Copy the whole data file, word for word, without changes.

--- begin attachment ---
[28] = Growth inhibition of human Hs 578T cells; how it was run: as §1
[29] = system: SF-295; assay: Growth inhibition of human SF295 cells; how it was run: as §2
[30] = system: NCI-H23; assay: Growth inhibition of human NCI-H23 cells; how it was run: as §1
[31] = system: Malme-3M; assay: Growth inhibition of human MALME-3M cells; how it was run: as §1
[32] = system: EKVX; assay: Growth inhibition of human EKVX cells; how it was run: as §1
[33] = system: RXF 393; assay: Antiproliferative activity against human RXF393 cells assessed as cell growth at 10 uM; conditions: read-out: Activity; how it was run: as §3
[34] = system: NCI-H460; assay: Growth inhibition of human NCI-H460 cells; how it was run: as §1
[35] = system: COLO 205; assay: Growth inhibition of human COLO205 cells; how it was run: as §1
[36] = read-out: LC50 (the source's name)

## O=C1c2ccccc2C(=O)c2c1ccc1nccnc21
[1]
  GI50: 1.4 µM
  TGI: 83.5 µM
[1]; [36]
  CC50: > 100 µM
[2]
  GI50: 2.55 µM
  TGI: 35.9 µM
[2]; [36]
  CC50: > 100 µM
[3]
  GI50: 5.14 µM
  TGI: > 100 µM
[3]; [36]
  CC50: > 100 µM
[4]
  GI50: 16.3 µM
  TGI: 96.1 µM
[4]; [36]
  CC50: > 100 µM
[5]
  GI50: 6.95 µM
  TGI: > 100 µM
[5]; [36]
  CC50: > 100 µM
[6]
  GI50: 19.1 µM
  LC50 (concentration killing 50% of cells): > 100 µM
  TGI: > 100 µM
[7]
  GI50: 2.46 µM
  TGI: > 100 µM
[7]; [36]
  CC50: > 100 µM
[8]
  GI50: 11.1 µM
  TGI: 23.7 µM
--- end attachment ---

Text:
[28] = Growth inhibition of human Hs 578T cells; how it was run: as §1
[29] = system: SF-295; assay: Growth inhibition of human SF295 cells; how it was run: as §2
[30] = system: NCI-H23; assay: Growth inhibition of human NCI-H23 cells; how it was run: as §1
[31] = system: Malme-3M; assay: Growth inhibition of human MALME-3M cells; how it was run: as §1
[32] = system: EKVX; assay: Growth inhibition of human EKVX cells; how it was run: as §1
[33] = system: RXF 393; assay: Antiproliferative activity against human RXF393 cells assessed as cell growth at 10 uM; conditions: read-out: Activity; how it was run: as §3
[34] = system: NCI-H460; assay: Growth inhibition of human NCI-H460 cells; how it was run: as §1
[35] = system: COLO 205; assay: Growth inhibition of human COLO205 cells; how it was run: as §1
[36] = read-out: LC50 (the source's name)

## O=C1c2ccccc2C(=O)c2c1ccc1nccnc21
[1]
  GI50: 1.4 µM
  TGI: 83.5 µM
[1]; [36]
  CC50: > 100 µM
[2]
  GI50: 2.55 µM
  TGI: 35.9 µM
[2]; [36]
  CC50: > 100 µM
[3]
  GI50: 5.14 µM
  TGI: > 100 µM
[3]; [36]
  CC50: > 100 µM
[4]
  GI50: 16.3 µM
  TGI: 96.1 µM
[4]; [36]
  CC50: > 100 µM
[5]
  GI50: 6.95 µM
  TGI: > 100 µM
[5]; [36]
  CC50: > 100 µM
[6]
  GI50: 19.1 µM
  LC50 (concentration killing 50% of cells): > 100 µM
  TGI: > 100 µM
[7]
  GI50: 2.46 µM
  TGI: > 100 µM
[7]; [36]
  CC50: > 100 µM
[8]
  GI50: 11.1 µM
  TGI: 23.7 µM